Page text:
Frequently Asked Questions

We’re putting this info here in a way that spans questions from prospective grads, postdocs, undergrads, and staff, just as general extra info! See the Harvard Psychology Graduate Program website for some PhD applicant specific content, and we’ll always post openings through lists like CogDevSoc.

Would my background be a good fit for the Bergelson lab? 
Students who thrive as PhD students in our lab have a mix of linguistics, psychology, cogsci, or compsci experience, along with hands-on experience working with infants and families, and some (though not usually all!) of the methods our lab uses, and conducting research and data analysis on questions to which they have contributed intellectually. This usually means they’ve taken a year or two after undergraduate to work in a full time research type role, but not always. Beyond that, identifying areas of potential shared interests within the scope of what my lab studies (which you can tell from our recent pubs and website) is also key.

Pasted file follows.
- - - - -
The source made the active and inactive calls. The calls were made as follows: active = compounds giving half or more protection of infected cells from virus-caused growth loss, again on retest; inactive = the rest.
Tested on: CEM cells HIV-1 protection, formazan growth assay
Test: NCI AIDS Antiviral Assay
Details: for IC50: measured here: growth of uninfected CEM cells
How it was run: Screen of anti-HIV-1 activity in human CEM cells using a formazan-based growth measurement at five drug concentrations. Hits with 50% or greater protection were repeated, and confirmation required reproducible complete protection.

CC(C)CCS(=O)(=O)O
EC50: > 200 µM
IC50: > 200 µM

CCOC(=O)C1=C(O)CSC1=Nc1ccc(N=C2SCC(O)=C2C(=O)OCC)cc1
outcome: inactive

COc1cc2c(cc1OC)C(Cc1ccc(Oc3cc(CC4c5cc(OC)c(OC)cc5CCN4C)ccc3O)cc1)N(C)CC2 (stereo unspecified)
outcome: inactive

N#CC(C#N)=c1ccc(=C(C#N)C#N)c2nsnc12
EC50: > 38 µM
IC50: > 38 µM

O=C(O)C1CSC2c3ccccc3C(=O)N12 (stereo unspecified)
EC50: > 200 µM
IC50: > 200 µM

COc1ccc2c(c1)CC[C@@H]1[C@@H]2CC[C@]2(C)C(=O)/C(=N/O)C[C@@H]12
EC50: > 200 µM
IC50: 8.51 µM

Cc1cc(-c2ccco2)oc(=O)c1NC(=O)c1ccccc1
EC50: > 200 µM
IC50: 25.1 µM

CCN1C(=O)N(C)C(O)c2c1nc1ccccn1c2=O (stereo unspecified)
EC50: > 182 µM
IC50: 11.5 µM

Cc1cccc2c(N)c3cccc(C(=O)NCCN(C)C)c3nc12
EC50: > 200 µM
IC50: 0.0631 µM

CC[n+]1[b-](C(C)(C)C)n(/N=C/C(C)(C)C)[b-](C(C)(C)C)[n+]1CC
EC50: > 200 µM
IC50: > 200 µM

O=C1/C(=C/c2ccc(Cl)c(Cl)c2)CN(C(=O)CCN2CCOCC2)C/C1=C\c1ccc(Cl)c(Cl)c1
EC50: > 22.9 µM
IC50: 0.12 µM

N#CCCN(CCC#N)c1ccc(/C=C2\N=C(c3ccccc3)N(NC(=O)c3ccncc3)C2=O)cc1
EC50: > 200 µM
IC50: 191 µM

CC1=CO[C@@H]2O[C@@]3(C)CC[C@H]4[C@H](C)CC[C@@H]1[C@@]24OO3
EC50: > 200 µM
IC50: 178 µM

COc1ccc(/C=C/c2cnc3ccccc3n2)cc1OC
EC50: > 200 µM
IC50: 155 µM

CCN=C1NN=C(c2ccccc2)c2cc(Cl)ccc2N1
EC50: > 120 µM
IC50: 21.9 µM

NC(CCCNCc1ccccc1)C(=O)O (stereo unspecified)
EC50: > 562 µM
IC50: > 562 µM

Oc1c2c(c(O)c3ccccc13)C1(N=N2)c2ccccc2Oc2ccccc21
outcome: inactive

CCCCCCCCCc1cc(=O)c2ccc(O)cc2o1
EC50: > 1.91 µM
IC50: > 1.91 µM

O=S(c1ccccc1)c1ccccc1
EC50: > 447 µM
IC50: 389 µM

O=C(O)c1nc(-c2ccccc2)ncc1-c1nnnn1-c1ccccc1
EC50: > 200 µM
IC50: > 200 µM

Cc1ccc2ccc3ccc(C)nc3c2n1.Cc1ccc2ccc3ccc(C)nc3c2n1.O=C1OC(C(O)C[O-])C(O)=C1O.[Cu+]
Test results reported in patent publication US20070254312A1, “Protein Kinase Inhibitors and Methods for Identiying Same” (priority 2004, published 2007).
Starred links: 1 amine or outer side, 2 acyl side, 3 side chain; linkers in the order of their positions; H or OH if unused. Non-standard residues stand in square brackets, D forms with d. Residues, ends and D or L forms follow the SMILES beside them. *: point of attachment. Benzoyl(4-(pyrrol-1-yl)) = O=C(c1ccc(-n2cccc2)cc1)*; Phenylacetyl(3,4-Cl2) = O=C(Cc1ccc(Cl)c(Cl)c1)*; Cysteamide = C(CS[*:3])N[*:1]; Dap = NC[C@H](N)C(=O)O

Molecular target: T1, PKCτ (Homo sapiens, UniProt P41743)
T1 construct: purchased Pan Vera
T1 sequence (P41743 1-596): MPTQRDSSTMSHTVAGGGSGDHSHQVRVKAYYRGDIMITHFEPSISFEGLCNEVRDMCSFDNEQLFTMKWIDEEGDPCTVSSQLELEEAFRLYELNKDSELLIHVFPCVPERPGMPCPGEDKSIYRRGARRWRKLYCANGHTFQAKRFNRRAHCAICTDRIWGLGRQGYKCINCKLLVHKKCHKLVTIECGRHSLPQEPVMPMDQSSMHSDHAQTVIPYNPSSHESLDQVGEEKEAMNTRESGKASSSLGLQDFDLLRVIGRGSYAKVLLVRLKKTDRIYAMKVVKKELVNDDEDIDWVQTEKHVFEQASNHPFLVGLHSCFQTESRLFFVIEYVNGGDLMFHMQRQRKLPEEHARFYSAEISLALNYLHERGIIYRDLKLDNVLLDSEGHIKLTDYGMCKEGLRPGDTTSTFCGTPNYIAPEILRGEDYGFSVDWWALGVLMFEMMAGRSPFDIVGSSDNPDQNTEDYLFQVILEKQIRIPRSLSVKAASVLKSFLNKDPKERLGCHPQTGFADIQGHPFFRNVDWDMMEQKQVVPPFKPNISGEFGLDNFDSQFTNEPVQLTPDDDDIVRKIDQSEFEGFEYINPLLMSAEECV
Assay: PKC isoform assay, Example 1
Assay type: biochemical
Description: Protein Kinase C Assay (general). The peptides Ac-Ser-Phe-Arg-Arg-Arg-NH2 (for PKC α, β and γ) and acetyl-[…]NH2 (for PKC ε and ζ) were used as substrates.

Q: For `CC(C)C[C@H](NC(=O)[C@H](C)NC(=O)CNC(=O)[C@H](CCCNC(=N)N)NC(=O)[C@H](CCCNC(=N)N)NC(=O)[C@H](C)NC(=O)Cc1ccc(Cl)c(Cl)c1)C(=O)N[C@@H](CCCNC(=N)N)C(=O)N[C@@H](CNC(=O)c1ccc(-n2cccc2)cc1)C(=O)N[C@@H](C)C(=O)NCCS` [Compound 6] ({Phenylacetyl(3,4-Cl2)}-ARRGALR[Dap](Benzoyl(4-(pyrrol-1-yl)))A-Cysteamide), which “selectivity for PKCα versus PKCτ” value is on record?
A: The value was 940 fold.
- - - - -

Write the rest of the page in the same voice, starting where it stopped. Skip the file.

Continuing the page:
What projects are happening right now?
Currently, the lab is conducting a suite of studies exploring potential prerequisite developmental skills (predictive listening, point following, etc.) for the “comprehension boost” (which is where we find that infants’ ability to learn new words rapidly improves around 12-14 months old, see Bergelson, 2020 for more info), as well as a set of studies looking at new word learning at different ages (as part of the Lab’s R01). We are also conducting, planning, and writing up work examining the language skills of children born blind and/or deaf (as part of the Lab’s CAREER Award). Additionally, we have a wealth of corpus data we collected at Rochester and Duke from the SEEDLingS longitudinal project and the Vision-Impaired_Hearing-Impaired (VIHI) corpus, that we are annotating and analyzing in new ways. Lots of other projects are brewing from folks’ individual interests, but those are the big two piles with federal funding right now.

What methods does the lab use?